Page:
Gilt bronze acquired new importance in furniture during the first third of the eighteenth century. Furniture pieces were covered with bronze mounts to accentuate the decoration of a piece or protect its edges and feet. Fireplaces were adorned with sumptuously decorated andirons; bronze-casters and chasers created window latches, window handles and doorknobs. From 1664 to 1732, the cabinetmaker, chaser, gilder and sculptor André-Charles Boulle directed a workshop in the Louvre that employed up to twenty-six people; it produced the cabinetwork pieces that made his reputation, together with bronzes of outstanding quality. Boulle, a cultivated man with a strong personality, assembled a vast collection of paintings, ornament drawings and sculptures that provided an endless source of inspiration. Concerned about his artistic legacy, he published a series of plates entitled Nouveaux Deisseins de meubles et ouvrages de bronze et de marqueterie (“New Designs for Furniture and Works of Bronze and Marquetry”) which illustrated the principal aspects of his work; these documents are a precious source of information about his oeuvre. Among the light fittings represented on plate no. 3, a “wall sconce for a large cabinet” corresponds to one of the elements of this pair. It seems that Boulle called them “lizard sconces” (bras à lézard) judging from the inventory drawn up after his death in 1732, which includes the following reference: “held in the workshop collection, models of lizard sconces.” They were composed of two branches with asymmetrical coils and different candle sockets (stylized flowers, one of which has drooping petals, the other fluting) and were fixed on either side of a mirror, in keeping with the principle of symmetry that governed interior design at that time. The branch nearest the mirror was reflected in it, resulting in a pleasing play of reflections that created the illusion of multiple light sources. A lizard winds its way down the top branch, its body matching the sinuous line; or perhaps it is a salamander, the mythical creature believed to have been created by fire and to feed on its flames, which it also had the power to quench. Below is a threatening dragon – another animal associated with fire – whose tail disappears into the leafy ornamentation of the lower branch. The salamander seems to be lying in waiting, ready to put out the fire the dragon is about to breathe. The dragon itself is placed on a small molded console table decorated with a pendant string of coin-like motifs (“piasters”) and supported by the head of a turbaned Moor – an evocation of the heat of the African continent and a discreet indication of the taste for exoticism.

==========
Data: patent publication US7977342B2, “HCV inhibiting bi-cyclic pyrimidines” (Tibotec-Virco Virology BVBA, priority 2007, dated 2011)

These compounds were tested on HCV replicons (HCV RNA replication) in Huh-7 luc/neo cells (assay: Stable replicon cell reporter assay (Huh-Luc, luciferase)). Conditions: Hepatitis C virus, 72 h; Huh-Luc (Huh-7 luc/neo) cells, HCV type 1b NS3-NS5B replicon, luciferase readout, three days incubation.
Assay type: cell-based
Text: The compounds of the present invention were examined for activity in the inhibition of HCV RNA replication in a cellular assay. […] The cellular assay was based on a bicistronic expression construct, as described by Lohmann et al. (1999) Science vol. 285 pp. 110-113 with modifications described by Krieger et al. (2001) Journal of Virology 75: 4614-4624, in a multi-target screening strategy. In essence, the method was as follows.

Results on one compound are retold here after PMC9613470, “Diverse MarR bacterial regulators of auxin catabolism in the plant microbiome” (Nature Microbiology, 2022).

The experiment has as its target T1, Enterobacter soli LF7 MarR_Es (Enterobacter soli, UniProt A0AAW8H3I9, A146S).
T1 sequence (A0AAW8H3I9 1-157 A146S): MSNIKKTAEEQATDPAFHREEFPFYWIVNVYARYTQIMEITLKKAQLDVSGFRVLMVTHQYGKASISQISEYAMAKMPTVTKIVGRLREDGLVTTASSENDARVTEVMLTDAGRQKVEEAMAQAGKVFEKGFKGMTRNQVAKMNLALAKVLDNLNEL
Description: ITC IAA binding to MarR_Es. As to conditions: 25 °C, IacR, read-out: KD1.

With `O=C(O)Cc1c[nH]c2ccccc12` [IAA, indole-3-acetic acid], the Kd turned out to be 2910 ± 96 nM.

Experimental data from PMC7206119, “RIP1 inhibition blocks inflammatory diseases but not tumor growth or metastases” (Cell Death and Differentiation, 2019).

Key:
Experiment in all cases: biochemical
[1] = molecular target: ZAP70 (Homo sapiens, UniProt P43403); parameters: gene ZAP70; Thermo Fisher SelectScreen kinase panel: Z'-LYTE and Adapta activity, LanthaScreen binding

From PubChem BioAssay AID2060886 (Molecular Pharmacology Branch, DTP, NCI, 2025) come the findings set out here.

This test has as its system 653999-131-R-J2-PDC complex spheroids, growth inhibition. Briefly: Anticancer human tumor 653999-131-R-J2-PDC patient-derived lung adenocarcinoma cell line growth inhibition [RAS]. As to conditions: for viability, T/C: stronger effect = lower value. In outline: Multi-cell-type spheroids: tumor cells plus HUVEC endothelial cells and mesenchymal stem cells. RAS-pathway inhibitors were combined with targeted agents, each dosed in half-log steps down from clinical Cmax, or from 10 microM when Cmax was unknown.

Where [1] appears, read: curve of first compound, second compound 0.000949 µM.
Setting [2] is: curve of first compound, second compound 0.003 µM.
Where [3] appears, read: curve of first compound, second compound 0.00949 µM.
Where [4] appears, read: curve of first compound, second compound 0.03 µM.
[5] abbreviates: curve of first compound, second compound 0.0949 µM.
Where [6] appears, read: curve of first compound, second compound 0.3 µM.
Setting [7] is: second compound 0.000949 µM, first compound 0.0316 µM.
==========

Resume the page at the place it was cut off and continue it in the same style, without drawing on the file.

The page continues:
S. M. Jean-Nérée Ronfort, “André-Charles Boulle: die Bronzearbeiten und seine Werkstatt im Louvre,” in Hans Ottomeyer and Peter Pröschel, Vergoldete Bronzen, die Bronzearbeiten des Spätbarock und Klassizismus, Munich, Klinkhardt & Biermann, 1986, cat. 4, p. 497.